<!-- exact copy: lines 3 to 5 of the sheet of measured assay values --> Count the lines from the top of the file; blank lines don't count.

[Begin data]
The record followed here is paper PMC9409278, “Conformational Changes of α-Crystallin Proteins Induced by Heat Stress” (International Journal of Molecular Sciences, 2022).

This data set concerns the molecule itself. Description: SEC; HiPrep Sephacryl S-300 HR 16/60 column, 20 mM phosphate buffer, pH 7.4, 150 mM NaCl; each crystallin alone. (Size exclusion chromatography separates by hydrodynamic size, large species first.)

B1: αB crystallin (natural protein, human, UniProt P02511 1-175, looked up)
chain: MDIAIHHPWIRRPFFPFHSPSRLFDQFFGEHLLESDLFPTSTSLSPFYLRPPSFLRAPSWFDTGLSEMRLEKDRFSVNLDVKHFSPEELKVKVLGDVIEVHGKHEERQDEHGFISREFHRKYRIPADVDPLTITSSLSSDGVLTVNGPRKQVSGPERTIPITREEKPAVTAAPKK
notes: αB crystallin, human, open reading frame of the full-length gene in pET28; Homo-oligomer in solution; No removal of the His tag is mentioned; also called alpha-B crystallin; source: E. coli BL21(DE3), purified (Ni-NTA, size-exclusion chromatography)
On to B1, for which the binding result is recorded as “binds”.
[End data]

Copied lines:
B1: αB crystallin (natural protein, human, UniProt P02511 1-175, looked up)
chain: MDIAIHHPWIRRPFFPFHSPSRLFDQFFGEHLLESDLFPTSTSLSPFYLRPPSFLRAPSWFDTGLSEMRLEKDRFSVNLDVKHFSPEELKVKVLGDVIEVHGKHEERQDEHGFISREFHRKYRIPADVDPLTITSSLSSDGVLTVNGPRKQVSGPERTIPITREEKPAVTAAPKK
notes: αB crystallin, human, open reading frame of the full-length gene in pET28; Homo-oligomer in solution; No removal of the His tag is mentioned; also called alpha-B crystallin; source: E. coli BL21(DE3), purified (Ni-NTA, size-exclusion chromatography)